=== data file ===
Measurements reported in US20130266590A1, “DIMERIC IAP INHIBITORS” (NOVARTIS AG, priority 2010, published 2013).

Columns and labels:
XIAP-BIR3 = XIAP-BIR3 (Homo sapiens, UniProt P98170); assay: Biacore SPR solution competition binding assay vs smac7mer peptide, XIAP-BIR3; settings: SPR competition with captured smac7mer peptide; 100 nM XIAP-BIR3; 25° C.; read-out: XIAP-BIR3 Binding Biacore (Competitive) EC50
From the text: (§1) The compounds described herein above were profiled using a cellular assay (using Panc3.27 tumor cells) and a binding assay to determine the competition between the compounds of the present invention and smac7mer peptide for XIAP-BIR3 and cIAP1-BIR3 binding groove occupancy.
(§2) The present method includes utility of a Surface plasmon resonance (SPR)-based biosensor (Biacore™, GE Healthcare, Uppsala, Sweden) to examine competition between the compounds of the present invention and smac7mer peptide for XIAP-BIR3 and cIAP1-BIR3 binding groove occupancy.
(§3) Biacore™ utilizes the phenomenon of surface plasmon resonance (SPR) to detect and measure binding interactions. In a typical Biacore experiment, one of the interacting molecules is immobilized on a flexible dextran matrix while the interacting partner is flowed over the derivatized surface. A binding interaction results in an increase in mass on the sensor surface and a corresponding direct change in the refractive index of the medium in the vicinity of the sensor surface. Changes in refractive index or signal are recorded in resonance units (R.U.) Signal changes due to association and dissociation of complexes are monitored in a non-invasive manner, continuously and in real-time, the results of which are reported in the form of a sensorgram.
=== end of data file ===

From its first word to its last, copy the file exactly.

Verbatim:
Measurements reported in US20130266590A1, “DIMERIC IAP INHIBITORS” (NOVARTIS AG, priority 2010, published 2013).

Columns and labels:
XIAP-BIR3 = XIAP-BIR3 (Homo sapiens, UniProt P98170); assay: Biacore SPR solution competition binding assay vs smac7mer peptide, XIAP-BIR3; settings: SPR competition with captured smac7mer peptide; 100 nM XIAP-BIR3; 25° C.; read-out: XIAP-BIR3 Binding Biacore (Competitive) EC50
From the text: (§1) The compounds described herein above were profiled using a cellular assay (using Panc3.27 tumor cells) and a binding assay to determine the competition between the compounds of the present invention and smac7mer peptide for XIAP-BIR3 and cIAP1-BIR3 binding groove occupancy.
(§2) The present method includes utility of a Surface plasmon resonance (SPR)-based biosensor (Biacore™, GE Healthcare, Uppsala, Sweden) to examine competition between the compounds of the present invention and smac7mer peptide for XIAP-BIR3 and cIAP1-BIR3 binding groove occupancy.
(§3) Biacore™ utilizes the phenomenon of surface plasmon resonance (SPR) to detect and measure binding interactions. In a typical Biacore experiment, one of the interacting molecules is immobilized on a flexible dextran matrix while the interacting partner is flowed over the derivatized surface. A binding interaction results in an increase in mass on the sensor surface and a corresponding direct change in the refractive index of the medium in the vicinity of the sensor surface. Changes in refractive index or signal are recorded in resonance units (R.U.) Signal changes due to association and dissociation of complexes are monitored in a non-invasive manner, continuously and in real-time, the results of which are reported in the form of a sensorgram.